Justice is that standard or boundary of right which enables us to render to every man his just due without distinction. This Virtue is not only consistent with divine and human laws, but it is the very cement and support of civil society; and as Justice in a great measure constitutes the really good man, so should it be your invariable practice never to deviate from the minutest principles thereof. Justice, as it is practiced Masonically, symbolizes Equality. Justice is usually pictured as a blindfolded woman holding scales and a sword. But this is far removed from what Masonic Justice should be. Man should govern his own actions, openly and not blindfolded. His conduct toward others should not be aggressive. He should do what he does because he really wants to, not because he is forced to. The Justice of a Freemason should be unselfish and self-sacrificing.


The Holy Bible is alway referred to as "The Great Light" or "The Great Light in Masonry", in this Country which is predominantly Christian. The practice may be and often is different in other Lands. What is vital and unchangeable, a Landmark of the Order is that a volume of the Sacred Law be open upon the Masonic Altar whenever the Lodge is open. A Lodge wholly Jewish may prefer to use only the Old Testament; in Turkey and Persia the Koran would be used as the volume of the Sacred Law of the Mohammedan; Brahmins would use the Vedas. In the Far East where Masonic Lodges have members of many Races and Creeds it is customary to have several Holy Books upon the Alter that the initiate may choose that which is to him the most sacred.

The Holy Bible, our Great Light in Masonry, is opened upon our Altars. Upon it lie the other great lights-the Square and the Compass. Without all three no Masonic Lodge can exist. Much less open or work. Together with the warrent from the Grand Lodge they are indispensable.

The Bible on the Altar is more than the Rule and Guide of our Faith. It is one of the Greatest of Freemasonry's symbols. For the Bible is here a symbol of all Holy Books of all Faiths. It is the Masonic way of setting forth that simplest and most profound of truths which Masonry has made so peculiarly her own; that there is a way that men "of all creeds and of every Race" may travel happily together, be their difference of Religious Faith what they may be. In his private devotions a man may petition God or Jehovah, Allah or Budda, Mohammed or Jesus; he may call upon the God of Israel or the Great First Cause. In the Masonic Lodge he hears humble petition to the Great Architect of the Universe, finding his own deity under that name.

A hundred paths may wind upward a mountain; at the top they meet. Freemasonry opens the Great Light upon her Alter not as one Book of one Faith, but as all Books of all Fathis, the Book of the Will of the Great Architect, read in what language, what form, what shape we will. It is as all-inclusive as the symbols which lie upon it. The Square is not for any one Lodge, any one Nation, any one Religion-it is for all Masons, everywhere, to all of whom it speaks the same tongue. The Compasses circumscribe the desires of Masons wheresoever dispersed; the secret of the Square, held between the points of the Compasses is universal.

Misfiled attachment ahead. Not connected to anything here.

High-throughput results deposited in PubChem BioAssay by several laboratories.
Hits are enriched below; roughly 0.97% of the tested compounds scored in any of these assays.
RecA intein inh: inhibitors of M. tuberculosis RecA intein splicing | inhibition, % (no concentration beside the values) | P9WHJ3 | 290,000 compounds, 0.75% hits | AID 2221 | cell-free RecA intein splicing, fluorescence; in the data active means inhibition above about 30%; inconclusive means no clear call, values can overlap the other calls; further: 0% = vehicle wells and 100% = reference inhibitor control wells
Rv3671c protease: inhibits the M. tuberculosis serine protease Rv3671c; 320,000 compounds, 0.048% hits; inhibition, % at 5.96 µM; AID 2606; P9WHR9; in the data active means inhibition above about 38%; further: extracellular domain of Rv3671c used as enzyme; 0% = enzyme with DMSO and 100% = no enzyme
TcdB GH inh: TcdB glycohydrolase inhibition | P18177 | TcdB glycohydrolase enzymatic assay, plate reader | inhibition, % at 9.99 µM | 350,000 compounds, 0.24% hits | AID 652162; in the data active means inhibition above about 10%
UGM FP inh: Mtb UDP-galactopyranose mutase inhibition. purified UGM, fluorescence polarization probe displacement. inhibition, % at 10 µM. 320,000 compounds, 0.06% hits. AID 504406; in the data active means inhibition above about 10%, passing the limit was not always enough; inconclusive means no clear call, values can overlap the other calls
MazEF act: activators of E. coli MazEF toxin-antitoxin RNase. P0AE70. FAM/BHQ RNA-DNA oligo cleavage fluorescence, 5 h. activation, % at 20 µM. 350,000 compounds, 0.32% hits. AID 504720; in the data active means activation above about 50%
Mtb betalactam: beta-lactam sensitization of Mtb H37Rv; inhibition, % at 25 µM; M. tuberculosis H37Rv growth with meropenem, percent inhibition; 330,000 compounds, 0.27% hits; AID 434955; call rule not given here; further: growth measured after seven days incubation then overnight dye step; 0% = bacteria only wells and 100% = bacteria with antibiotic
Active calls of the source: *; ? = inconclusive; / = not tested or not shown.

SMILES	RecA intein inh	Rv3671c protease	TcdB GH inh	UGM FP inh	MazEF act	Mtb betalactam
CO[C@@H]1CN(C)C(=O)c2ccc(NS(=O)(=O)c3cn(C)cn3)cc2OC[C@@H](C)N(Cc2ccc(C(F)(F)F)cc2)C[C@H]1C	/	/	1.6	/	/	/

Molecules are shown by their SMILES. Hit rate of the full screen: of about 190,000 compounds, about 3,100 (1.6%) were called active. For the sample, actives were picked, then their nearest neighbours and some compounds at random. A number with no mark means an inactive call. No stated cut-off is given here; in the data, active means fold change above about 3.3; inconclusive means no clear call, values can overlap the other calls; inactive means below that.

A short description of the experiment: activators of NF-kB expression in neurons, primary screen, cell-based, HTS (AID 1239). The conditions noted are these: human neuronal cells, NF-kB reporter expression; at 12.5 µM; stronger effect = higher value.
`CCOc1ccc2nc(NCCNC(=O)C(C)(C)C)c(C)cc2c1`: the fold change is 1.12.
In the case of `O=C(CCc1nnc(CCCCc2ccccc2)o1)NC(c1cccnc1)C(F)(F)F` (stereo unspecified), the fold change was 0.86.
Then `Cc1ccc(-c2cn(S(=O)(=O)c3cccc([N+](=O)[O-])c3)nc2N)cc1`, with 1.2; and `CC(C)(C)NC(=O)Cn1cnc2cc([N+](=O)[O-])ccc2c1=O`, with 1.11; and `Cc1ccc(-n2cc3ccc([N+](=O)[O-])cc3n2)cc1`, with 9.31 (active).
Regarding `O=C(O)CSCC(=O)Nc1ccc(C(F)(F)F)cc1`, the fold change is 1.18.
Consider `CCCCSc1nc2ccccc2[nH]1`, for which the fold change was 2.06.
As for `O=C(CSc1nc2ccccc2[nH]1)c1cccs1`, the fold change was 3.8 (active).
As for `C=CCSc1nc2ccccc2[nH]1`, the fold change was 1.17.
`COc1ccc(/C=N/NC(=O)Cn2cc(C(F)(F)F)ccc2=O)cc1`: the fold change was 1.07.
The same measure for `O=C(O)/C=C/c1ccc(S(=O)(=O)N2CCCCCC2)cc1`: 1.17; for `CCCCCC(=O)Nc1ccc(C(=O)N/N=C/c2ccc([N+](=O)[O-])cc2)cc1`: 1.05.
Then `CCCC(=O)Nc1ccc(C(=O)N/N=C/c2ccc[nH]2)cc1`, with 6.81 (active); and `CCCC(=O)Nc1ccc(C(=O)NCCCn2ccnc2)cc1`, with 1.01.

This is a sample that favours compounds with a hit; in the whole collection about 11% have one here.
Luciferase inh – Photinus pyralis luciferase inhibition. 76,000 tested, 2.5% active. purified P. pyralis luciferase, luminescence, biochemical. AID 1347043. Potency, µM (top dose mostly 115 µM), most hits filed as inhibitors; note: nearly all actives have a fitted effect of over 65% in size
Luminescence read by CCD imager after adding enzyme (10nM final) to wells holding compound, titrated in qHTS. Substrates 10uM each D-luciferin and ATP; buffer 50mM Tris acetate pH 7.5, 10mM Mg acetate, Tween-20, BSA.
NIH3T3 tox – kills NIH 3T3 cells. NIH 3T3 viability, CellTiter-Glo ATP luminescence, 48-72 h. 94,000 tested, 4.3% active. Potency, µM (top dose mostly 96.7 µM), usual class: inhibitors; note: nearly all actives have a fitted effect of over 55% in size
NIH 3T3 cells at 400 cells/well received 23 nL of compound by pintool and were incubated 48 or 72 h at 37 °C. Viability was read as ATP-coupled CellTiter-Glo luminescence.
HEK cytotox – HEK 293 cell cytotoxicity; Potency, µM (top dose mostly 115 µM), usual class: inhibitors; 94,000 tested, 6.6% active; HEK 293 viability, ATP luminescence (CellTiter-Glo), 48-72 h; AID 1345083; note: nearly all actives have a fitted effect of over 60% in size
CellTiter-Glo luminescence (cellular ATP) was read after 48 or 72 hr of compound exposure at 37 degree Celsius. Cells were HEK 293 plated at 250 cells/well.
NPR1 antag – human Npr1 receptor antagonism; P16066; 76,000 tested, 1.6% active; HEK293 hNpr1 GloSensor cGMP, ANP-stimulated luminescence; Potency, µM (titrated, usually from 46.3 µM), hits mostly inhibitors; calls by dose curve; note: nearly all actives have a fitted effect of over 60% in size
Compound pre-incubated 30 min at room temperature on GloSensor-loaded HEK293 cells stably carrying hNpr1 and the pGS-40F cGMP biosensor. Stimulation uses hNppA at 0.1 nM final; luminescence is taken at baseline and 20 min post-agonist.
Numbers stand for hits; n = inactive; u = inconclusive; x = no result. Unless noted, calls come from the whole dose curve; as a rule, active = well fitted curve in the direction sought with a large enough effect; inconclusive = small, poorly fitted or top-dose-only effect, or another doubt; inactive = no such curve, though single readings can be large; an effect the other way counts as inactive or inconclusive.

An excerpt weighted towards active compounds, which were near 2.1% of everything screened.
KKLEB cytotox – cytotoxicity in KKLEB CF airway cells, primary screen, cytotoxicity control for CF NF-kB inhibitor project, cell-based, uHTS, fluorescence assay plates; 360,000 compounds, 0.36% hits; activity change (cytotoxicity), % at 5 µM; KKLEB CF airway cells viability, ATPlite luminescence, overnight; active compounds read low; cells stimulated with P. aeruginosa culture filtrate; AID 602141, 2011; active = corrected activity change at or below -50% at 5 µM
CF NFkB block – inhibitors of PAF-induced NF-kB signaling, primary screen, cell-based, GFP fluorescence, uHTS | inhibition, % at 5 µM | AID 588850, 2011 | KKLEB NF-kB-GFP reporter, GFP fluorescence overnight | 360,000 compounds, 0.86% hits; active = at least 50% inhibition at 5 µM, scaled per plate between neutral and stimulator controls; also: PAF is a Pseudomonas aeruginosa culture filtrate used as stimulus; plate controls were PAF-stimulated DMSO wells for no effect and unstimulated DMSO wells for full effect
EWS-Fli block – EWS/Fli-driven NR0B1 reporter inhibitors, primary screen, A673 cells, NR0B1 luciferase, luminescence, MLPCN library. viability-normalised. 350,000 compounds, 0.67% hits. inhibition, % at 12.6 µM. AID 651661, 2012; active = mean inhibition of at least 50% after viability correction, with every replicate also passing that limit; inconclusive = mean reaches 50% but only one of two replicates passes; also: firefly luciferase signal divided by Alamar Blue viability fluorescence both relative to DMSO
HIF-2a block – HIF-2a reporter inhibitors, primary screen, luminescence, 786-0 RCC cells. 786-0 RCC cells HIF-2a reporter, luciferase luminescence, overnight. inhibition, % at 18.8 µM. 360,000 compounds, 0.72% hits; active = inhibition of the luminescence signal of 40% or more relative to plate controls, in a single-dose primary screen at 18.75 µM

Countless references in our Ritual are taken from the Old Testament. Almost every name in a Masonic Lodge is from the Scriptures. In the Great Light are found those simple teachings of the Universality of Brotherhood, the Love of God for His Children, the Hope of Immortality, which are the very warp and woof of Freemasonry. Let it be emphasized; these are the teaching of Freemasonry in every tongue, in every land, for those of every Faith. Freemasonry is no more a Christian Organization than it is Jewish, or Mohammedan, or Brahmin. Its use of the collection of Sacred Writings of the Jews (Old Testament) and the Gospels of the New Testament as the Great Light must not confuse you so that you read into Freemasonry a sectarian Character which is Not There.

This is so well misunderstood that it needs emphasis, to give you specific facts as well as assertion: The Bible is First Mentioned as a Great Light in Masonry About 1760, Whereas the First of the old charges (one of the foundation stones on which rest the laws of Freemasonry, first published in 1723, but presumably adopted by the Mother Grand Lodge at its formation in 1717) reads in part as follows:

A Mason is obligated by his tenure to obey the moral law; and if he rightly understands the art, he will never be a stupid atheist, nor an irreligious libertine.  But thought in ancient time masons were charge in every country to be of the religion of that country or nation, whatever it was, yet it's now thought more expedient only to oblige them to that religion n which all men agree, leaving their particular opinions to themselves; that is, to be good men and true, or men of honor and honesty, by whatever denominations or persuasions they may be distinguished; whereby becomes the center of union and the means of conciliating true friendship among persons that must have remained at a perpetual distance.

Perhaps never before has so short a paragraph had so profound an effect, setting forth the non-sectarian, non-doctrinal character of Freemasonry, making Religion, not a certain Religion, the important matter in the Ancient Craft.

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Last modified: March 22, 2014